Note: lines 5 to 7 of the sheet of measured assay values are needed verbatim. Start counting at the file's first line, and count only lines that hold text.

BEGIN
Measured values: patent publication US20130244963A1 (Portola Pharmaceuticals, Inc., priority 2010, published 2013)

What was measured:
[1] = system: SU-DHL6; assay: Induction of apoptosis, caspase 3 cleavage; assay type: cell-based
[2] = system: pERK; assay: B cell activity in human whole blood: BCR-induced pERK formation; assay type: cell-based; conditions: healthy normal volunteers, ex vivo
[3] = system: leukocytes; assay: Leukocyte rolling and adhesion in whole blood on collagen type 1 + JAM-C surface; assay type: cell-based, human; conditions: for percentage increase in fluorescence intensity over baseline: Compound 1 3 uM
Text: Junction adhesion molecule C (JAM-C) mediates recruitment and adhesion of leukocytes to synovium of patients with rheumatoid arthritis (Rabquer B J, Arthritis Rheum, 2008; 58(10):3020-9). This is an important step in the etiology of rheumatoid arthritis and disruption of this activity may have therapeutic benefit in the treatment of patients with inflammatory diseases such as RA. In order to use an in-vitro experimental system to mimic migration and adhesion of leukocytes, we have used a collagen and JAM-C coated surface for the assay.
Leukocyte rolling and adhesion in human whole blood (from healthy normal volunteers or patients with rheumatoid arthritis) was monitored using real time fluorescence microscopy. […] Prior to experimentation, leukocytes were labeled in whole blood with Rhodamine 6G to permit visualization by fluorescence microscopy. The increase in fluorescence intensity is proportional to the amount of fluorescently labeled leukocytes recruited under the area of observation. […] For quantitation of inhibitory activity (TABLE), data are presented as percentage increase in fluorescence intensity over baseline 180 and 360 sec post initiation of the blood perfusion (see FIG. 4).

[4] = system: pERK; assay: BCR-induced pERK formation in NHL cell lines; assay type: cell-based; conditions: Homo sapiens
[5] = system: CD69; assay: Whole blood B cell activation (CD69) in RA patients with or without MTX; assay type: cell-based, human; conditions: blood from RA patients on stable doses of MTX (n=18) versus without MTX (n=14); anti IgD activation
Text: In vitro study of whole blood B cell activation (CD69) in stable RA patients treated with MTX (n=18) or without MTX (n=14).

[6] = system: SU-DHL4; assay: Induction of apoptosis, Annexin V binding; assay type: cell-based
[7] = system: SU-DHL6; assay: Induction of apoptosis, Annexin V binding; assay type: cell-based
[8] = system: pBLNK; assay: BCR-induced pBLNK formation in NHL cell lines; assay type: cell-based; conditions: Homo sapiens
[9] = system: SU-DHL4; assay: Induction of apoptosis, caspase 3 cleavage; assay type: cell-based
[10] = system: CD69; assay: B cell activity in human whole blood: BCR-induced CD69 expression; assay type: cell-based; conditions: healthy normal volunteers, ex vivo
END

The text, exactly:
[3] = system: leukocytes; assay: Leukocyte rolling and adhesion in whole blood on collagen type 1 + JAM-C surface; assay type: cell-based, human; conditions: for percentage increase in fluorescence intensity over baseline: Compound 1 3 uM
Text: Junction adhesion molecule C (JAM-C) mediates recruitment and adhesion of leukocytes to synovium of patients with rheumatoid arthritis (Rabquer B J, Arthritis Rheum, 2008; 58(10):3020-9). This is an important step in the etiology of rheumatoid arthritis and disruption of this activity may have therapeutic benefit in the treatment of patients with inflammatory diseases such as RA. In order to use an in-vitro experimental system to mimic migration and adhesion of leukocytes, we have used a collagen and JAM-C coated surface for the assay.
Leukocyte rolling and adhesion in human whole blood (from healthy normal volunteers or patients with rheumatoid arthritis) was monitored using real time fluorescence microscopy. […] Prior to experimentation, leukocytes were labeled in whole blood with Rhodamine 6G to permit visualization by fluorescence microscopy. The increase in fluorescence intensity is proportional to the amount of fluorescently labeled leukocytes recruited under the area of observation. […] For quantitation of inhibitory activity (TABLE), data are presented as percentage increase in fluorescence intensity over baseline 180 and 360 sec post initiation of the blood perfusion (see FIG. 4).